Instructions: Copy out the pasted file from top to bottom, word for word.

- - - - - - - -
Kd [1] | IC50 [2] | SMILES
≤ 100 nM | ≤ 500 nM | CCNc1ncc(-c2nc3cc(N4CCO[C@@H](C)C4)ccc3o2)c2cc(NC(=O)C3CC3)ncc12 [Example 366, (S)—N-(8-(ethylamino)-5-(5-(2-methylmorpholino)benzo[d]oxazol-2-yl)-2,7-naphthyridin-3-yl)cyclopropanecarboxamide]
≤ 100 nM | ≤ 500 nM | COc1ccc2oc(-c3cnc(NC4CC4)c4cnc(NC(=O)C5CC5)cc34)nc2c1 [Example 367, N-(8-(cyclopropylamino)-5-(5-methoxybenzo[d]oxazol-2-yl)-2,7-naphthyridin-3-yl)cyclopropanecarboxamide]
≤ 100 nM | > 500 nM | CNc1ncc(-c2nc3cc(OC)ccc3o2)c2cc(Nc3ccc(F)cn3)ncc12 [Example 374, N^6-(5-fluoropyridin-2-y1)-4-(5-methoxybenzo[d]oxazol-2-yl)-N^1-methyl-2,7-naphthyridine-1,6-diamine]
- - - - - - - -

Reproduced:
Kd [1] | IC50 [2] | SMILES
≤ 100 nM | ≤ 500 nM | CCNc1ncc(-c2nc3cc(N4CCO[C@@H](C)C4)ccc3o2)c2cc(NC(=O)C3CC3)ncc12 [Example 366, (S)—N-(8-(ethylamino)-5-(5-(2-methylmorpholino)benzo[d]oxazol-2-yl)-2,7-naphthyridin-3-yl)cyclopropanecarboxamide]
≤ 100 nM | ≤ 500 nM | COc1ccc2oc(-c3cnc(NC4CC4)c4cnc(NC(=O)C5CC5)cc34)nc2c1 [Example 367, N-(8-(cyclopropylamino)-5-(5-methoxybenzo[d]oxazol-2-yl)-2,7-naphthyridin-3-yl)cyclopropanecarboxamide]
≤ 100 nM | > 500 nM | CNc1ncc(-c2nc3cc(OC)ccc3o2)c2cc(Nc3ccc(F)cn3)ncc12 [Example 374, N^6-(5-fluoropyridin-2-y1)-4-(5-methoxybenzo[d]oxazol-2-yl)-N^1-methyl-2,7-naphthyridine-1,6-diamine]